The MSI Z68A-GD80 (B3) comes with three PCI Express x16 slots, two PCI Express x1 slots, and two standard PCI slots.
The first two PCI Express x16 slots are connected directly to the CPU integrated PCI Express controller. Therefore, they work at x16 when only one video card is installed or at x8 when two video cards are installed. They support both SLI and CrossFireX modes. The third x16 slot is connected to the Z68 chipset and works at x4 speed.
Because of the limited number of PCI Express lanes available, when a video card is installed in the third PCI Express x16 slot, the SATA ports controlled by the Marvell 88SE9128 chip (the eSATA-600 port and the additional SATA-600 port, labeled SATA7), the two USB 3.0 ports available on the front panel header (JUSB4), the FireWire ports, and the two standard PCI slots are disabled. Ouch. This could be solved by adding a PCI Express switch chip, but this addition would increase the cost of the motherboard.
Also, because of the limited number of internal PCI Express lanes, you can’t use both PCI Express x1 slots at the same time.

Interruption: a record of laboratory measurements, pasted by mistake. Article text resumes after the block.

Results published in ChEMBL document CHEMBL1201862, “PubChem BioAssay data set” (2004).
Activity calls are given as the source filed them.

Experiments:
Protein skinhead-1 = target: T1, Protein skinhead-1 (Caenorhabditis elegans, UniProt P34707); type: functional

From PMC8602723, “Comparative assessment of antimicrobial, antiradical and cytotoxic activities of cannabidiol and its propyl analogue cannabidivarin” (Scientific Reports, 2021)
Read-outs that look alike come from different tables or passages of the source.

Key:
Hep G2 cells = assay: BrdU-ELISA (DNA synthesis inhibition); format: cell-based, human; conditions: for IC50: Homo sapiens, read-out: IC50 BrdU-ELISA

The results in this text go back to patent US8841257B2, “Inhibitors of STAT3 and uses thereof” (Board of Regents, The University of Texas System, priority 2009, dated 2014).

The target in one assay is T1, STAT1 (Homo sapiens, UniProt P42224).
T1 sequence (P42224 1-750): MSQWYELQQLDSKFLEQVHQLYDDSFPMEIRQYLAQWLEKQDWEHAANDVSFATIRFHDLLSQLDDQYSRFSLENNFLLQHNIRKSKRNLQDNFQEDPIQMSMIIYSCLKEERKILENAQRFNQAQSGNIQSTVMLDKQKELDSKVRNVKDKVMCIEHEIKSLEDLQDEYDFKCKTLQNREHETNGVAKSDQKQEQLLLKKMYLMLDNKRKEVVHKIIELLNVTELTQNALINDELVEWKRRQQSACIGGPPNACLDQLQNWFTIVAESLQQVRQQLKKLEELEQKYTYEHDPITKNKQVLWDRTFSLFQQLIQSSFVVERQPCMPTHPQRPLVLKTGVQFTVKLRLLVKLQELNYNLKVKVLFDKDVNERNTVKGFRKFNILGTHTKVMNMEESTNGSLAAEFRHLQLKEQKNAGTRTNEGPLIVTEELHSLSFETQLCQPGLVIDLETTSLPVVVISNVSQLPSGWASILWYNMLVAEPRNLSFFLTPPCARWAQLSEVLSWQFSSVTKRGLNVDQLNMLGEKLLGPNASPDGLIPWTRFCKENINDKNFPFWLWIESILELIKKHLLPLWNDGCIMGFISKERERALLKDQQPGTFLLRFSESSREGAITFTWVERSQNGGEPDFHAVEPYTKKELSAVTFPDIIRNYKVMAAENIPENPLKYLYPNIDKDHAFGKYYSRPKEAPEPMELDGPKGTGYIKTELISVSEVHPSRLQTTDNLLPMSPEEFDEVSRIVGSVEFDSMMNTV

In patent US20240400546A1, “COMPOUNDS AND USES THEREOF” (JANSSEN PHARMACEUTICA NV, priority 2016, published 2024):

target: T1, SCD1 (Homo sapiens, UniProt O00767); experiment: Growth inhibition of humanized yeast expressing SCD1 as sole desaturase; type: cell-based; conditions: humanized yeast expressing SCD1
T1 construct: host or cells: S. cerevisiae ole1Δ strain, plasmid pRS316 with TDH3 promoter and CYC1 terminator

If you install a dual-slot video card in the first PCI Express x16 slot, you will “kill” one of the PCI Express x1 slots, and if you install a dual-slot video card in the second PCI Express x16 slot, you will “kill” one of the standard PCI slots. The third PCI Express x16 slot officially supports only single-slot video cards, but you can install a dual-slot card if you have a case with eight expansion slots. However, the video card may block the buttons and connectors available at the edge of the motherboard, depending on the position and shape of its cooler.
It is important to understand that Intel chipsets no longer support standard PCI slots, and the PCI slots are provided by an ASMedia ASM1083 bridge chip.
There is a six-pin auxiliary power connector available to give extra current for the video cards. Unfortunately, the manufacturer doesn’t say exactly when this connector should be used.
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Figure 2: Slots